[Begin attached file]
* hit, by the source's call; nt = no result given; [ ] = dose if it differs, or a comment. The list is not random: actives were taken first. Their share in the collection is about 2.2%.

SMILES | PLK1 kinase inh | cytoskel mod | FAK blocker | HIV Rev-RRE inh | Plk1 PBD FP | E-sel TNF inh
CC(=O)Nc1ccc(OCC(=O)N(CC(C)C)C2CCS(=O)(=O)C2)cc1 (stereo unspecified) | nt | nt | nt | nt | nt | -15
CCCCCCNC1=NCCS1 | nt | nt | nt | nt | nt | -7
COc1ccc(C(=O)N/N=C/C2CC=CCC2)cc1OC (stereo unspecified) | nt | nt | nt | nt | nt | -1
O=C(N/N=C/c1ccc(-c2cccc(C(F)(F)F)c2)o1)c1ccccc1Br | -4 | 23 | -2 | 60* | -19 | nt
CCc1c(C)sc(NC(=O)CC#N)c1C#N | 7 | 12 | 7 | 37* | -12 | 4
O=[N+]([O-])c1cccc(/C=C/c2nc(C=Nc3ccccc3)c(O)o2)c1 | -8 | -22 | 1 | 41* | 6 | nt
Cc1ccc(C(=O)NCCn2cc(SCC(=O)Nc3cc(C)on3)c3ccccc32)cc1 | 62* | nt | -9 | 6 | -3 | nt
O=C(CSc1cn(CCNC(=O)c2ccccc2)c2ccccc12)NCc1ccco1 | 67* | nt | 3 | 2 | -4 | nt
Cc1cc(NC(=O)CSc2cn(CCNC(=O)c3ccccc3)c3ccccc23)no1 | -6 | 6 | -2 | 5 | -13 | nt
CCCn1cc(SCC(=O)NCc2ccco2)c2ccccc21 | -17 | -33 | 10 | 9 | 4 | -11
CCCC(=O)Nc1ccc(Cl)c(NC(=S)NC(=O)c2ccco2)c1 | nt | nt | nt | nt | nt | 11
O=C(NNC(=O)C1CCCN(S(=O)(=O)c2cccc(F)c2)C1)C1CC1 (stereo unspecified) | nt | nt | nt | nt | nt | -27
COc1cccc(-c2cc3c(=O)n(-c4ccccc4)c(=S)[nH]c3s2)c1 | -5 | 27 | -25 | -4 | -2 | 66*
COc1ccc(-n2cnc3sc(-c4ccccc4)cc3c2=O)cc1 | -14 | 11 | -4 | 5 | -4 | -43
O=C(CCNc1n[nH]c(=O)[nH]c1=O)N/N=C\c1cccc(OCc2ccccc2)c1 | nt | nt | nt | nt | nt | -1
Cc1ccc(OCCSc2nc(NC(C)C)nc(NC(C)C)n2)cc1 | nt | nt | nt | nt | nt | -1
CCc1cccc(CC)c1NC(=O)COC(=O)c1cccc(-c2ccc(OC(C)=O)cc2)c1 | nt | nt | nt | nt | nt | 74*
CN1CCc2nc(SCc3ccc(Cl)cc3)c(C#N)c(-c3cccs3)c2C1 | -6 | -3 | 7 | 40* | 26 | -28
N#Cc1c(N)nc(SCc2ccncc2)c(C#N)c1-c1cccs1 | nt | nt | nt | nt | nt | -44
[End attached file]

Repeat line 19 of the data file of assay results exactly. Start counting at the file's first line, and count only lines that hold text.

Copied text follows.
CCc1cccc(CC)c1NC(=O)COC(=O)c1cccc(-c2ccc(OC(C)=O)cc2)c1 | nt | nt | nt | nt | nt | 74*